Species at risk

A species is a taxonomic group of organisms whose members can interbreed and is said to be at risk, threatened or endangered when it faces of extinction such that its numbers are dangerously low to the extent that its gene pool diversity is affected. In history, extinction of species has been attributed to natural causes but recently, human activity has been the greatest contributor to extinction. In 2007, The International Union for Conservation of Nature (IUCN) red list contained more than 40,000 species and about 16,306 facing possible extinction (The Environmental Literacy Council, 2008).

In the United States, the 2007 IUCN red list contained about 1,351 endangered plants and animals (The Environmental Literacy Council, 2008). Due to the threatening danger of extinction of species, the government was forced to provide institutions and legislation to protect the endangered species. One of these legislations is the endangered species act (ESA). This act requires that during listing of a species as endangered, there should be designation of specific areas occupied by the endangered species. These areas are reffered to as critical habitats. The table below gives statistics of species listed as endangered and candidates listed for critical habitats.

Description PlantAnimal Endangered or threatened796618Proposed for listing as endangered014Candidate species for listing in designated critical habitats110141Source Author
Basing on this background, it is therefore the objective of this paper to outline the various issues that surround endangered species, the most endangered, causes of endangerment and recovery mechanisms.

2.0 The most endangered species
According to the IUCN Red List of Threatened Species, an evaluation of the conservation status of animal and plant species in all regions of the world indicates a risk of extinction for most species. The list has categorised the main threatened species into three

2.1 Critically Endagered Species
 These are faced with an extreme risk of extinction in the immediate future as a result of their population declining by 80 or more in the last 10 years. They also comprise of  less than 250 mature individuals or confined within a very small habitat area, a good example being the Javan rhino (IUCN, 2009).

2.2 Endangered species
 These face a very high risk of extinction in the near future since their population has declined by 50 or more in the past 10 years. In addition, they are confined within a fragmented habitat of less than 50,000 square kilometres with fewer than 2,500 mature individuals (IUCN, 2009). Tiger, cheetah, and African wild dog are some of the examples.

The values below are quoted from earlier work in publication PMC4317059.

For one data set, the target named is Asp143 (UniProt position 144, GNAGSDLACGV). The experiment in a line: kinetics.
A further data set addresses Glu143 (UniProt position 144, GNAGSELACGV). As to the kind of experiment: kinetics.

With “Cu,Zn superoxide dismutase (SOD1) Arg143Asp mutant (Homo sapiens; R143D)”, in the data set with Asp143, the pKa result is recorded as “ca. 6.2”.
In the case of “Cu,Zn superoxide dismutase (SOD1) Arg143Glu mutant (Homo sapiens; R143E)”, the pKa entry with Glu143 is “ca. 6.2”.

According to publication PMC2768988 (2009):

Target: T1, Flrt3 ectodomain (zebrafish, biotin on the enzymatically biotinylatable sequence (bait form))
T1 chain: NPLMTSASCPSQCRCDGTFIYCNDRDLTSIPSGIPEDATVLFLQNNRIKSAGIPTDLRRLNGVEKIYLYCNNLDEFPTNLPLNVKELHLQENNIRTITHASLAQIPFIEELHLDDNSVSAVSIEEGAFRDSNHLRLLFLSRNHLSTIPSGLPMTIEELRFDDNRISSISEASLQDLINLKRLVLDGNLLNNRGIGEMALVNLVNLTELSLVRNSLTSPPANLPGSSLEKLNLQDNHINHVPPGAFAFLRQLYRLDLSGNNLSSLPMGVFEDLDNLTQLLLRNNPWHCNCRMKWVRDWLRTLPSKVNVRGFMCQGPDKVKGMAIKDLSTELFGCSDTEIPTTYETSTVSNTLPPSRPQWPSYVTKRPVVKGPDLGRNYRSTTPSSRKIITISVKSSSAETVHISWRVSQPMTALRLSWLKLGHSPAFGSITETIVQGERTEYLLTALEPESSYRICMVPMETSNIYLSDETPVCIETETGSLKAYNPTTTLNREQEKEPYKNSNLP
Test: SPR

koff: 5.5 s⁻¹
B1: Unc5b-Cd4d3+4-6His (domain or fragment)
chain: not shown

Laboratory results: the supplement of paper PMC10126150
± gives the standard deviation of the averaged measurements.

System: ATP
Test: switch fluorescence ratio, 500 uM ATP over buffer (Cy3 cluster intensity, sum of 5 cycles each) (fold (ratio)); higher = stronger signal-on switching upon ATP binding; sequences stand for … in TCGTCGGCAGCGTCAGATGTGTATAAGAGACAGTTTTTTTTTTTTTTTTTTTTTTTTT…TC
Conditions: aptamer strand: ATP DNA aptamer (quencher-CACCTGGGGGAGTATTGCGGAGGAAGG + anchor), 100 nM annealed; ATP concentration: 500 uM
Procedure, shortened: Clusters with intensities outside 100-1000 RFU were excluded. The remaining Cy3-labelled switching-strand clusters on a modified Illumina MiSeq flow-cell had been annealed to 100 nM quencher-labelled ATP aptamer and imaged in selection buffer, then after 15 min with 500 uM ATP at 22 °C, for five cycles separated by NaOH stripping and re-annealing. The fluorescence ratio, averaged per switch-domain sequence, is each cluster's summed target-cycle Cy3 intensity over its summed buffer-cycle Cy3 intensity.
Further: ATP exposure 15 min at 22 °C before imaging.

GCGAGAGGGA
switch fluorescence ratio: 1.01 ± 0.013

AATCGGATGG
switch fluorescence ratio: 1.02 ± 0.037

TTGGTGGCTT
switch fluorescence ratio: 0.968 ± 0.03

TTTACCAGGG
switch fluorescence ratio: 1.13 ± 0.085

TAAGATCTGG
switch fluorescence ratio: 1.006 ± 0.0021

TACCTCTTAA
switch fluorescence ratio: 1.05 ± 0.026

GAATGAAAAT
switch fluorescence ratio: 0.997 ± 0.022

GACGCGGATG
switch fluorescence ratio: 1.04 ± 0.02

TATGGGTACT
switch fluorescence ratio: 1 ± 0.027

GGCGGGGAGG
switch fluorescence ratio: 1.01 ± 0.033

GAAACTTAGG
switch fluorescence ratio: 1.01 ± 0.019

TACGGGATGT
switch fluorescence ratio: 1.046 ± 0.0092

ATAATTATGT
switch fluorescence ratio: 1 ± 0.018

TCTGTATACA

2.3 Vulnerable species
Vulnerable species face a high risk of extinction in the medium term with their population having reduced by 30 or more in the last 10 years and comprise of not more than 10,000 mature individuals occupying a fragmented habitat of less than 20,000 square kilometres. Such species include India bison, great whiteshark, polar bear, African lion, bumphead and raibow parrotfish, elephant, seahorses, Komodo dragon, rockhopper penguin and hippopotamus. In addition, several trees among them red cedar, sandalwood, shea butter, and Brazil nut trees, have been listed as vulnerable as well as many amphibians, bats, eagles, and parrots (IUCN, 2009).

3.0 Current Trend in Biodiversity
The IUCN Red List has further indicated that within the well-studied higher taxa, between 12 and 52 of species are facing risk of extinction (greenfacts.org, 2005). The figure shows species extinction rates in the course of time.

Source greenfacts.org
The evaluation done was based on the conservation status, with birds having the lowest percentage of extinction threat at 12. For conifers and mammals, the threat pattern is to a large extent similar, at 23 and 25 respectively while amphibians face a higher risk of 32 . A greater threat is evident among cyads at 52 globally (greenfacts.org, 2005). The rate of change in the overall threat status for various sets of species is as a result of several factors such as range, trend size and population. The figure illustrates the rate of change in the overall threat status for various sets of species based on diverse parameters.